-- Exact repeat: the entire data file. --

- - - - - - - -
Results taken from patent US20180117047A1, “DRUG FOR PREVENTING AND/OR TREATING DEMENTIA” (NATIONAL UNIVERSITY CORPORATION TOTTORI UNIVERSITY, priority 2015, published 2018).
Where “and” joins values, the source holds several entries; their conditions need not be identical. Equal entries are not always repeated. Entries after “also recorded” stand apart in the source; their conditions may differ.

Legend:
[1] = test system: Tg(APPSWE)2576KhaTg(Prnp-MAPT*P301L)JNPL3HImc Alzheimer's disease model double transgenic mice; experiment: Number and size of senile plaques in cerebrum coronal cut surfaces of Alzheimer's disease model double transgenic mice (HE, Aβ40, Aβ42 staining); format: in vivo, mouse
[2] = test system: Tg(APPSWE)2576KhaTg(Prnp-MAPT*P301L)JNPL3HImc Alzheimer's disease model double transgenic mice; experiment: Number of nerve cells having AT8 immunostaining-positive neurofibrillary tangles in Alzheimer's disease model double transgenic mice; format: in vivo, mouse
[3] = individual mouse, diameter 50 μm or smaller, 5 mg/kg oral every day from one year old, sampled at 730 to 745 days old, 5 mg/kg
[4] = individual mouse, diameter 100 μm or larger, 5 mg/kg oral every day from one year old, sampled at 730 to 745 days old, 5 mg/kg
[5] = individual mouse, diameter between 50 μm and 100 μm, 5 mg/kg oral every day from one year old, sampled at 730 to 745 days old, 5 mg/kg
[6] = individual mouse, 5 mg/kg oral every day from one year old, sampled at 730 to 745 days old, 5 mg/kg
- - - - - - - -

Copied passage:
Results taken from patent US20180117047A1, “DRUG FOR PREVENTING AND/OR TREATING DEMENTIA” (NATIONAL UNIVERSITY CORPORATION TOTTORI UNIVERSITY, priority 2015, published 2018).
Where “and” joins values, the source holds several entries; their conditions need not be identical. Equal entries are not always repeated. Entries after “also recorded” stand apart in the source; their conditions may differ.

Legend:
[1] = test system: Tg(APPSWE)2576KhaTg(Prnp-MAPT*P301L)JNPL3HImc Alzheimer's disease model double transgenic mice; experiment: Number and size of senile plaques in cerebrum coronal cut surfaces of Alzheimer's disease model double transgenic mice (HE, Aβ40, Aβ42 staining); format: in vivo, mouse
[2] = test system: Tg(APPSWE)2576KhaTg(Prnp-MAPT*P301L)JNPL3HImc Alzheimer's disease model double transgenic mice; experiment: Number of nerve cells having AT8 immunostaining-positive neurofibrillary tangles in Alzheimer's disease model double transgenic mice; format: in vivo, mouse
[3] = individual mouse, diameter 50 μm or smaller, 5 mg/kg oral every day from one year old, sampled at 730 to 745 days old, 5 mg/kg
[4] = individual mouse, diameter 100 μm or larger, 5 mg/kg oral every day from one year old, sampled at 730 to 745 days old, 5 mg/kg
[5] = individual mouse, diameter between 50 μm and 100 μm, 5 mg/kg oral every day from one year old, sampled at 730 to 745 days old, 5 mg/kg
[6] = individual mouse, 5 mg/kg oral every day from one year old, sampled at 730 to 745 days old, 5 mg/kg